Jason Witt v. Charles Bell, et al
UNPUBLISHED OPINION ORDER FILED. [13-40709 Dismissed as Frivolous] Judge: CDK , Judge: WED , Judge: JWE. Mandate pull date is 02/03/2014; denying motion to appoint counsel filed by Appellant Mr. Jason Wayne Witt [7443333-2]; denying motion to proceed IFP in accordance with PLRA filed by Appellant Mr. Jason Wayne Witt [7442294-2] [13-40709]
Date Filed: 01/13/2014
IN THE UNITED STATES COURT OF APPEALS
FOR THE FIFTH CIRCUIT
United States Court of Appeals
January 13, 2014
Lyle W. Cayce
JASON W. WITT,
CHARLES BELL, Senior Warden; MARK ROBERTS, Medical Practice
Manager University of Texas Medical Branch; STEPHEN MARTIN, LVN at
University of Texas Medical Branch; AMANDA WHITE, LVN at University of
Texas Medical Branch; JOYCE FRANCES, LVN at University of Texas
Medical Branch; THOMAS MACIEL, Registered Nurse at University of Texas
Appeal from the United States District Court
for the Eastern District of Texas
USDC No. 9:13-CV-55
Before KING, DAVIS, and ELROD, Circuit Judges.
PER CURIAM: *
Jason W. Witt, Texas prisoner # 1087676, moves to proceed in forma
pauperis (IFP) and for appointment of counsel to appeal the dismissal of his 42
U.S.C. § 1983 suit alleging Eighth Amendment violations as frivolous and for
Pursuant to 5TH CIR. R. 47.5, the court has determined that this opinion should not
be published and is not precedent except under the limited circumstances set forth in 5TH
CIR. R. 47.5.4.
Date Filed: 01/13/2014
failure to state a claim pursuant to 28 U.S.C. § 1915A(b)(1). Witt alleged that
medical personnel were deliberately indifferent to his serious medical needs
after he fractured his big toe.
By moving to proceed IFP in this court, Witt is challenging the district
court’s certification. See Baugh v. Taylor, 117 F.3d 197, 202 & n.24 (5th Cir.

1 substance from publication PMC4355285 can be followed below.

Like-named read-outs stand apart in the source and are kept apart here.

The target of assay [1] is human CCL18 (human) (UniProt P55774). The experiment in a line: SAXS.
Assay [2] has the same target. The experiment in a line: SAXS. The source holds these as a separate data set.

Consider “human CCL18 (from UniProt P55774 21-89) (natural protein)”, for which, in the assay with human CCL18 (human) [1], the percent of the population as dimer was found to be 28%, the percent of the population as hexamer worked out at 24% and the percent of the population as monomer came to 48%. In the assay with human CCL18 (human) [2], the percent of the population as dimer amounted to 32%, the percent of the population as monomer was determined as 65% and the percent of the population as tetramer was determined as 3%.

1997). This court’s inquiry into a litigant’s good faith “is limited to whether
the appeal involves legal points arguable on their merits (and therefore not
Howard v. King, 707 F.2d 215, 220 (5th Cir. 1983) (internal
quotation marks and citation omitted). In addition, when the trial court’s
certification decision is inextricably intertwined with the merits of the case,
this court may dispose of the appeal on its merits. Baugh, 117 F.3d at 202
n.24; 5TH CIR. R. 42.2
Section 1915A(b)(1) directs a district court to dismiss a prisoner’s civil
rights complaint if it “is frivolous, malicious, or fails to state a claim upon
which relief may be granted.” When a district court dismisses a complaint as
both frivolous and for failure to state a claim, as herein, this court’s review is
de novo. See Geiger v. Jowers, 404 F.3d 371, 373 (5th Cir. 2005). With respect
to failure to state a claim, “a complaint must contain sufficient factual matter,
accepted as true, to state a claim to relief that is plausible on its face.” Ashcroft
v. Iqbal, 556 U.S. 662, 678 (2009) (internal quotation marks and citation
omitted). A claim is facially plausible if the plaintiff pleads facts that allow a
court “to draw the reasonable inference that the defendant is liable for the
misconduct alleged.” Id.
The essence of Witt’s deliberate indifference claim is that the appellees
acted with reckless disregard for his serious medical condition when they
intentionally denied or delayed his access to care provided by a physician. Witt
also takes issue with the magistrate judge’s characterization of his
Date Filed: 01/13/2014
constitutional claim as one of a mere disagreement with the care he was given;
he instead contends that his claim is one of deliberate indifference on account
of the prolonged delay of care caused by individuals who were not medically
qualified to treat a broken toe.